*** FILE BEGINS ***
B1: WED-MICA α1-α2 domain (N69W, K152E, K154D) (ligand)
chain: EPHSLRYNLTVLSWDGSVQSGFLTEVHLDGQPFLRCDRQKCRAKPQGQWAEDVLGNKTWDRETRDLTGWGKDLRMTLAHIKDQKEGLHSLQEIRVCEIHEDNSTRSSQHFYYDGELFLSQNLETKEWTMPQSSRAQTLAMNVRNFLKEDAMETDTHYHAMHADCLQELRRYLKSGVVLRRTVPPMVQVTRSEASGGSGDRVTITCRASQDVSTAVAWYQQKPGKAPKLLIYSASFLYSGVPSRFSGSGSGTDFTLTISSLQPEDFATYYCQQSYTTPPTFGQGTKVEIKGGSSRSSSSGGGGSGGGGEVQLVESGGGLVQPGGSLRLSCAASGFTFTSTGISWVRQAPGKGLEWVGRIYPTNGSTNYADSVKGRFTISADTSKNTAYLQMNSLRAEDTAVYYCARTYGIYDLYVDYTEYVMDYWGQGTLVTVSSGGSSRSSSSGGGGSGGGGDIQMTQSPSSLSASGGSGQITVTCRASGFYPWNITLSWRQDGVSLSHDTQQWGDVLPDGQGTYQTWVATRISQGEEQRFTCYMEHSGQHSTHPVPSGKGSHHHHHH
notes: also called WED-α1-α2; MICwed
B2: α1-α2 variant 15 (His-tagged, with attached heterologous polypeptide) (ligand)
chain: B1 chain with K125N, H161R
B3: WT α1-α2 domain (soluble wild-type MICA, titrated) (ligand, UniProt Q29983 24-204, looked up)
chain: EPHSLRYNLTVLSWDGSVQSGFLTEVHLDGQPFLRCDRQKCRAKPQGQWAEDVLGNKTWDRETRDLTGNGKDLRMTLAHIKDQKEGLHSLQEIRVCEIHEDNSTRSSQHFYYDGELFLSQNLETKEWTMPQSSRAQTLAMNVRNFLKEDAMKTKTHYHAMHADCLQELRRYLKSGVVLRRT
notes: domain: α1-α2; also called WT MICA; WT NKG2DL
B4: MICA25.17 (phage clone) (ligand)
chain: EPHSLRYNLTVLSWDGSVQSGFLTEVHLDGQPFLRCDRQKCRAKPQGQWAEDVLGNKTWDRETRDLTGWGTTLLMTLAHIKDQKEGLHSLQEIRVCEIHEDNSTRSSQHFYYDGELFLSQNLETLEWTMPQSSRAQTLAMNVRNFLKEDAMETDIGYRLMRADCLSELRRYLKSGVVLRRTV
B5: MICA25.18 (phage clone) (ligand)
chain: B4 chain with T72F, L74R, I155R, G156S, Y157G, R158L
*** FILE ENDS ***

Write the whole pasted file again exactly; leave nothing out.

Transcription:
B1: WED-MICA α1-α2 domain (N69W, K152E, K154D) (ligand)
chain: EPHSLRYNLTVLSWDGSVQSGFLTEVHLDGQPFLRCDRQKCRAKPQGQWAEDVLGNKTWDRETRDLTGWGKDLRMTLAHIKDQKEGLHSLQEIRVCEIHEDNSTRSSQHFYYDGELFLSQNLETKEWTMPQSSRAQTLAMNVRNFLKEDAMETDTHYHAMHADCLQELRRYLKSGVVLRRTVPPMVQVTRSEASGGSGDRVTITCRASQDVSTAVAWYQQKPGKAPKLLIYSASFLYSGVPSRFSGSGSGTDFTLTISSLQPEDFATYYCQQSYTTPPTFGQGTKVEIKGGSSRSSSSGGGGSGGGGEVQLVESGGGLVQPGGSLRLSCAASGFTFTSTGISWVRQAPGKGLEWVGRIYPTNGSTNYADSVKGRFTISADTSKNTAYLQMNSLRAEDTAVYYCARTYGIYDLYVDYTEYVMDYWGQGTLVTVSSGGSSRSSSSGGGGSGGGGDIQMTQSPSSLSASGGSGQITVTCRASGFYPWNITLSWRQDGVSLSHDTQQWGDVLPDGQGTYQTWVATRISQGEEQRFTCYMEHSGQHSTHPVPSGKGSHHHHHH
notes: also called WED-α1-α2; MICwed
B2: α1-α2 variant 15 (His-tagged, with attached heterologous polypeptide) (ligand)
chain: B1 chain with K125N, H161R
B3: WT α1-α2 domain (soluble wild-type MICA, titrated) (ligand, UniProt Q29983 24-204, looked up)
chain: EPHSLRYNLTVLSWDGSVQSGFLTEVHLDGQPFLRCDRQKCRAKPQGQWAEDVLGNKTWDRETRDLTGNGKDLRMTLAHIKDQKEGLHSLQEIRVCEIHEDNSTRSSQHFYYDGELFLSQNLETKEWTMPQSSRAQTLAMNVRNFLKEDAMKTKTHYHAMHADCLQELRRYLKSGVVLRRT
notes: domain: α1-α2; also called WT MICA; WT NKG2DL
B4: MICA25.17 (phage clone) (ligand)
chain: EPHSLRYNLTVLSWDGSVQSGFLTEVHLDGQPFLRCDRQKCRAKPQGQWAEDVLGNKTWDRETRDLTGWGTTLLMTLAHIKDQKEGLHSLQEIRVCEIHEDNSTRSSQHFYYDGELFLSQNLETLEWTMPQSSRAQTLAMNVRNFLKEDAMETDIGYRLMRADCLSELRRYLKSGVVLRRTV
B5: MICA25.18 (phage clone) (ligand)
chain: B4 chain with T72F, L74R, I155R, G156S, Y157G, R158L